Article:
Melting points were determined on a Yanaco micro-melting point apparatus and were uncorrected. Optical rotations were measured using a Jasco DIP-370 polarimeter (Japan Spectroscopic Corporation, Tokyo, Japan) in CHCl3. Ultraviolet (UV) spectra were obtained on a Jasco UV-240 spectrophotometer (Japan Spectroscopic Corporation). Infrared (IR) spectra (neat or KBr) were recorded on a Perkin Elmer 2000 FT-IR spectrometer (Perkin Elmer Corporation, Norwalk, CT, USA). Nuclear magnetic resonance (NMR) spectra, including correlation spectroscopy (COSY), nuclear Overhauser effect spectrometry (NOESY), heteronuclear multiple-bond correlation (HMBC), and heteronuclear single-quantum coherence (HSQC) experiments, were acquired using Varian INOVA-500 or Varian VNMRS-600 spectrometer (Varian Inc., Palo Alto, CA, USA) operating at 500 or 600 MHz (1H) and 125 or 150 MHz (13C), respectively, with chemical shifts given in ppm (δ) using tetramethylsilane (TMS) as an internal standard. Electrospray ionisation (ESI) and high-resolution electrospray ionization (HRESI)-mass spectra were recorded on a Bruker APEX II (Bruker, Bremen, Germany) or a VG Platform Electrospray ESI/MS mass spectrometer (Fison, Villeurbanne, France). Silica gel (70–230, 230–400 mesh, Merck, Darmstadt, Germany) was used for column chromatography (CC). Silica gel 60 F-254 (Merck, Darmstadt, Germany) was used for thin-layer chromatography (TLC) and preparative thin-layer chromatography (PTLC).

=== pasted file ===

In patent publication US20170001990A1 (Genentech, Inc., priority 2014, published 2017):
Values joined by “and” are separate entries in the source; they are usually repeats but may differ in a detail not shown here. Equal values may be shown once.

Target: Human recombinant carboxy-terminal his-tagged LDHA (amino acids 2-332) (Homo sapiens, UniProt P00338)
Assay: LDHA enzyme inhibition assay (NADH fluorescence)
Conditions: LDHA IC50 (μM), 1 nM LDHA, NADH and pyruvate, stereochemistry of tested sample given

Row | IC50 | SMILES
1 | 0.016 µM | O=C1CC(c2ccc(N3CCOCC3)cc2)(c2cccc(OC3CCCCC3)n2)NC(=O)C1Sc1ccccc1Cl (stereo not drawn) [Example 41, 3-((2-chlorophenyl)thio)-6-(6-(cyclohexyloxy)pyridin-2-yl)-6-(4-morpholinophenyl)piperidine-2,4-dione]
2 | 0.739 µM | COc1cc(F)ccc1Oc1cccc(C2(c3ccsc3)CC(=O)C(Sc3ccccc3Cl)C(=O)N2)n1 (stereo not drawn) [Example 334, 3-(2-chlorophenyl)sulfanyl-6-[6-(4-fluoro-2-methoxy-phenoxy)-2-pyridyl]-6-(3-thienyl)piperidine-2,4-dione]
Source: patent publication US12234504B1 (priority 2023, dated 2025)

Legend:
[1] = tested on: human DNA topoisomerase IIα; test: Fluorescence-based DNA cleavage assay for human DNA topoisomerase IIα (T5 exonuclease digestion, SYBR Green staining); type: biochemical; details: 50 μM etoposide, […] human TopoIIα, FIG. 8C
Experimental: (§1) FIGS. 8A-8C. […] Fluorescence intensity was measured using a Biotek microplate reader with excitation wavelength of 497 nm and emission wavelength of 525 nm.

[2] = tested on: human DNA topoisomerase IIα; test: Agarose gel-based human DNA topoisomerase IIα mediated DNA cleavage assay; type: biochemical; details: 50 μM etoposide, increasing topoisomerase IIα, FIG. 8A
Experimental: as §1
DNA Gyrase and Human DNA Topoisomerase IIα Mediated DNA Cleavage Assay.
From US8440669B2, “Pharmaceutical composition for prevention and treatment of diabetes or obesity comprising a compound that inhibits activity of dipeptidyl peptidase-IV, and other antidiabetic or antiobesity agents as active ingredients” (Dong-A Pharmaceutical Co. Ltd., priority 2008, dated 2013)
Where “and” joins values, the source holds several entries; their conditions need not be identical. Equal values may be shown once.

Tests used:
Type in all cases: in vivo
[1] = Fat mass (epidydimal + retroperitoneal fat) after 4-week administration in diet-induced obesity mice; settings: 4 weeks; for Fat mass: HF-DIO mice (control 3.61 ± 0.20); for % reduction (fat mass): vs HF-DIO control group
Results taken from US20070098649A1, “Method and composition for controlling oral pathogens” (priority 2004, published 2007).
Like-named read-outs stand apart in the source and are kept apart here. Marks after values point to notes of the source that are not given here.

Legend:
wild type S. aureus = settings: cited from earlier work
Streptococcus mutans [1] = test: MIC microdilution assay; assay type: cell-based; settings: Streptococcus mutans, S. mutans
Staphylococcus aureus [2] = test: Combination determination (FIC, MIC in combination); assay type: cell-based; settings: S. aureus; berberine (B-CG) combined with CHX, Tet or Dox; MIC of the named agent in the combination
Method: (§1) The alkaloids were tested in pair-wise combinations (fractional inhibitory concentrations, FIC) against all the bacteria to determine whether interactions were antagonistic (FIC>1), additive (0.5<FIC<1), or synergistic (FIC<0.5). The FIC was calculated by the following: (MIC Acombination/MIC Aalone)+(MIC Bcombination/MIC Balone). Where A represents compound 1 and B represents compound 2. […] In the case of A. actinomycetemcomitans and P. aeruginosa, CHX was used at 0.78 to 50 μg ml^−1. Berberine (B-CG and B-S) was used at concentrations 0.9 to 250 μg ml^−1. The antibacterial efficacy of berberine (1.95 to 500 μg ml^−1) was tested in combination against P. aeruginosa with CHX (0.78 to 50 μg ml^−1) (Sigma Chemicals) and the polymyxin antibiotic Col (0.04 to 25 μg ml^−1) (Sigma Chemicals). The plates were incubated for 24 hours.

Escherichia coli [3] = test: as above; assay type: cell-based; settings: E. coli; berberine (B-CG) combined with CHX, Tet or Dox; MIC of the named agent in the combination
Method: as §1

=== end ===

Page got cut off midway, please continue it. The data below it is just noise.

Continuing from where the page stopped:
4.3. Plant Material

The stem bark of Z. avicennae was collected from Yanpu, Pingtung County, Taiwan, in June 2006 and identified by Jih-Jung Chen. A voucher specimen (ZA-200606) was deposited in the Department of Pharmacy, Tajen University, Pingtung, Taiwan.

4.4. Extraction and Isolation